Hot Hand Felled By a Bum Thumb
If there is justice, the first man to bat for the Nationals in their new park on Opening Day in 2008 will be Cristian Guzman. The leadoff man should get quite an ovation. Finally, Nats fans know who the real Guzman is. By next April, let's not forget what we've learned about the shortstop in the last two months and what we saw on Sunday in the aftermath of his season-ending injury.
In the fifth inning Sunday, Guzman snagged a throw before it sailed into center field, then made a sweeping tag on an Indians base stealer. The runner was out, but the blow from Josh Barfield's batting helmet tore the ligaments in Guzman's left thumb so badly that, in the words of Manager Manny Acta, the thumb could "go all the way back -- a freaky thing. It's bad."
Nevertheless, Guzman disguised the extent of the injury and finished the game, including one final line drive when he was robbed of a hit, dropping his batting average to .329. On game tape, you can't tell he's hurt at all. No wincing on any swing, no reluctance on a later tag play, no examining his hand to call attention to himself. After the game, he avoided probing from reporters and even got teammate Jon Rauch to knot his tie for a road trip as if nothing much was wrong.
"I want to play through this. I don't want to do any more time on the disabled list," Guzman told Acta, expressing no interest in having the thumb thoroughly examined.
"Cristian was in denial, big-time," team president Stan Kasten said. "He didn't want to hear about any diagnosis."
Modern fans often are driven to cynicism by athletes who cheat, break the law, waste their talents or take the big money, then loaf. We sometimes forget that most pro games are full of steady, solid people such as Guzman who have professional pride, a work ethic and a sense of honor toward their sport. Their performance is a huge part of their identity, so they cherish and protect it.
Guzman is no paragon. He'll nonchalant a ground ball. He's never been a student of the game but is rather an enthusiastic, cheerful teammate, an excellent all-sport athlete who was considered a better basketball player growing up in the Dominican Republic.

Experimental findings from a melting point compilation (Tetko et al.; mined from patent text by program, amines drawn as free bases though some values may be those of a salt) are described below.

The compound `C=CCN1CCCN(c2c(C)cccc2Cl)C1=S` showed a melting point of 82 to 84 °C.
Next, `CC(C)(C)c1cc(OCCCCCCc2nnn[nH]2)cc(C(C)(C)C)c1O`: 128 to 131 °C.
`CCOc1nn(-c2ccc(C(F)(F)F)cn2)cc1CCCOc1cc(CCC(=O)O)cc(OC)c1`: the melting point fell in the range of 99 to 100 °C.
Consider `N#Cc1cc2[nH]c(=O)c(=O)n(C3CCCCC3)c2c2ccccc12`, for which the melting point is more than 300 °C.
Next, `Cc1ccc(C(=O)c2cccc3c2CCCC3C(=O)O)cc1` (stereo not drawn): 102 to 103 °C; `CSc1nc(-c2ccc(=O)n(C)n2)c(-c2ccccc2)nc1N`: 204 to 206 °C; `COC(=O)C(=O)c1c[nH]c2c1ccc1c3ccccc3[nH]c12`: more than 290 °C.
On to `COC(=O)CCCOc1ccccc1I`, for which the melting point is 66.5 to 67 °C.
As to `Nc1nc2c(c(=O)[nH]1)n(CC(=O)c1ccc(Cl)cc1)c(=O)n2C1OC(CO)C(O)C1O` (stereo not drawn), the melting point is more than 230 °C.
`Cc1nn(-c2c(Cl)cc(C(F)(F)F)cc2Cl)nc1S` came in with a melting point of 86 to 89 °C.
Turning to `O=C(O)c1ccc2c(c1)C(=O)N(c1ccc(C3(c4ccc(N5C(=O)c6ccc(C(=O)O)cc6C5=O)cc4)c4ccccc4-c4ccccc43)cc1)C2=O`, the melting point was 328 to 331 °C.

But all in all, his character and toughness through the last two seasons are more the norm than the exception in baseball, where a 162-game season tests heart even more than talent and relentlessly exposes the lazy player to daily embarrassment. In Minnesota, where he helped the Twins to the playoffs three times, and here in Washington, where he was an utter washout until this season, Guzman always earned his money. In short, the player many fans thought was the worst of all the Nats, and worthy of their boos, in many ways represented the best in a grinding game that can demoralize anyone.
The reason so many feel so bad for Guzman now is that they admire how much he persevered with almost no support outside his teammates. He was our gag line. After all, he didn't have to fight his way back to a point where he might have made his second all-star team this year. He had it made. Including his current contract, Guzman knows he will earn at least $25 million in his career. That kind of currency lets you tell people to drop dead. Well, if that's who you are. After his horrid .219 average in 2005, then missing all of '06 after shoulder surgery, Guzman could have counted his cash and slid into a utility player role. How many would've noticed or cared? He'd just be another guy whose body wore down after 1,000 big league games.
Instead, for those who watched, Guzman never gave the Nats less than a professional effort. In '05, he sulked a little, but not much. You would, too, if you were hitting .192 on Aug. 31. He actually made fewer errors that year at shortstop (15), with half his games played on a poor grass infield at RFK, than he averaged in six seasons on indoor turf as a Twin (17).
In the last month of '05, when much of RFK turned "Goooz" to boos, he hit .325. Which shows more pride in performance, raising your average from .292 to .319 in September, as many do, or raising it from .192 to .219, as Guzman did, knowing you'll just get mocked anyway?
In a perverse silver lining, Guzman was so awful in '05 that he had laser surgery on his eyes before the '06 season. But, when his shoulder blew out, he had to wait a year to test his new vision. The results? This season, Guzman slugged .468 with a .382 on-base percentage in 173 at-bats, far better than his career marks of .383 and .303 entering the season. For a full year, he was on a pace for more than 100 runs and 20 triples. His rate of drawing walks nearly doubled. Just a hot streak? Or is his batting eye better? Stay tuned in '08.